Physiotherapy is a routine component of postoperative management following total knee arthroplasty (TKA). As the demand for surgery increases it is vital that postoperative physiotherapy interventions are effective and efficient.
Determine the most beneficial active physiotherapy interventions in acute hospital and inpatient rehabilitation for improving pain, activity, range of motion and reducing length of stay for adults who have undergone TKA.
Electronic databases MEDLINE, CINAHL, PUBMED and EMBASE.
Study eligibility criteria
Randomised controlled trials investigating the effect of active physiotherapy interventions in the acute hospital or inpatient rehabilitation setting for adults who have undergone TKA.
Study appraisal and synthesis methods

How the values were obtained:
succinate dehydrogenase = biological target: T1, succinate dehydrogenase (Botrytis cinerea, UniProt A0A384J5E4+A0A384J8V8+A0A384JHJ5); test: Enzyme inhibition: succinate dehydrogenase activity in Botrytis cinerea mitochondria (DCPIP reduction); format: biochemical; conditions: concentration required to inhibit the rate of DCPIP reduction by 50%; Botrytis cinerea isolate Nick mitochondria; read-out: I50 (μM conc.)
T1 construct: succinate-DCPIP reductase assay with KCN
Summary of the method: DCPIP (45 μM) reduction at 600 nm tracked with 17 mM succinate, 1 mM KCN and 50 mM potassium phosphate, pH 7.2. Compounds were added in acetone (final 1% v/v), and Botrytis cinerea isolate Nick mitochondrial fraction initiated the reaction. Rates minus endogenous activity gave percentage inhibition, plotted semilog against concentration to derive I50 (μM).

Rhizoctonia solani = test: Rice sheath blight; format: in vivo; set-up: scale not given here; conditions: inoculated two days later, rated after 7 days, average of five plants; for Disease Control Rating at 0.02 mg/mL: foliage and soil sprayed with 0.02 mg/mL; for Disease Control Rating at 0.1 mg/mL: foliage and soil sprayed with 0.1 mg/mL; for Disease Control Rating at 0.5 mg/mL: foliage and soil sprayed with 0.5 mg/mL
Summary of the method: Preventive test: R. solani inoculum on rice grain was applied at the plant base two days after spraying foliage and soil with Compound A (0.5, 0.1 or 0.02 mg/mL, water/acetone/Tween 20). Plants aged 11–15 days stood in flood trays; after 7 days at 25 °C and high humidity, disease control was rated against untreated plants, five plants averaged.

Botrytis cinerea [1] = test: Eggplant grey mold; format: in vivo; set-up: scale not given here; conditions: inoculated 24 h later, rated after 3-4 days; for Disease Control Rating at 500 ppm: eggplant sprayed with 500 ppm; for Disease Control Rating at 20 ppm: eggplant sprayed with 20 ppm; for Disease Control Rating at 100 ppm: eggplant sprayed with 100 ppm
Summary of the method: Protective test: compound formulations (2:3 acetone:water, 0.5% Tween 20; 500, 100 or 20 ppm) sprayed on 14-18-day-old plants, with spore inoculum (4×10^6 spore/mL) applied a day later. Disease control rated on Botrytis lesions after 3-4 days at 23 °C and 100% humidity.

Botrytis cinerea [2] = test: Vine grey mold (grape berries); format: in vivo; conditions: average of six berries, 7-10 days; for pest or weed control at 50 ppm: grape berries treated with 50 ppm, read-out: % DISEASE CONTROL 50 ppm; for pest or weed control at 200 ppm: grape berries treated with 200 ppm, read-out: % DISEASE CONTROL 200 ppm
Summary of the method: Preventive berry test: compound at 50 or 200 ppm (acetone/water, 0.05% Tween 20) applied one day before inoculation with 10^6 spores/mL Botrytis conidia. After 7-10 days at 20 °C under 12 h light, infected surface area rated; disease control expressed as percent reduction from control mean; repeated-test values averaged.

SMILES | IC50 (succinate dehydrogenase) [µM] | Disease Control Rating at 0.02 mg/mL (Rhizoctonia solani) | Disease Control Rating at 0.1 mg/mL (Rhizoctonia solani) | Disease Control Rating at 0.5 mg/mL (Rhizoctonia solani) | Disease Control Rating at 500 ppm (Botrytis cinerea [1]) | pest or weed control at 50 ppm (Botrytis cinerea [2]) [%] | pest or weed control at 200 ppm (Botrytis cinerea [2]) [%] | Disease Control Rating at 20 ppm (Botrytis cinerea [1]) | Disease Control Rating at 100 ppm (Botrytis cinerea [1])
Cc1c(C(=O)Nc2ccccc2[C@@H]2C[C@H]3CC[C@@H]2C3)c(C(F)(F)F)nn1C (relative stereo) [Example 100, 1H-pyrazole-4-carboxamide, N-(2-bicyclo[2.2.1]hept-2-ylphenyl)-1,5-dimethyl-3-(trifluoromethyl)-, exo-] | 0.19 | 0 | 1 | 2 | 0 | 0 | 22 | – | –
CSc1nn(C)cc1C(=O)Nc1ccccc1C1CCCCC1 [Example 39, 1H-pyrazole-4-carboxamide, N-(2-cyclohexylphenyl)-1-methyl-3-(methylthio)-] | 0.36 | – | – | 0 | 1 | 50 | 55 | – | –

Risk of bias for individual studies was assessed using the Physiotherapy Evidence Database (PEDro) scale. Standardised Mean Differences (SMD) or Mean Differences (MD) and 95% confidence intervals were calculated and combined in meta-analyses. Quality of meta-analyses was assessed using the Grades of Research, Assessment, Development and Evaluation approach.
Accelerated physiotherapy regimens were effective for reducing acute hospital length of stay (MD −3.50 days, 95% CI −5.70 to −1.30). Technology-assisted physiotherapy did not show any difference for activity (SMD −0.34, 95% CI −0.82 to 0.13). From high quality individual studies pain, activity and range of motion improved with accelerated physiotherapy regimens and activity improved with hydrotherapy.
Lack of blinding and small sample sizes across the included trials.
After TKA, there is low level evidence that accelerated physiotherapy regimens can reduce acute hospital length of stay.
Systematic review registration number PROSPERO (Registration number CRD42014013414) http://www.crd.york.ac.uk/PROSPERO.
Active physiotherapy interventions following total knee arthroplasty in the hospital and inpatient rehabilitation settings: a systematic review and meta-analysis.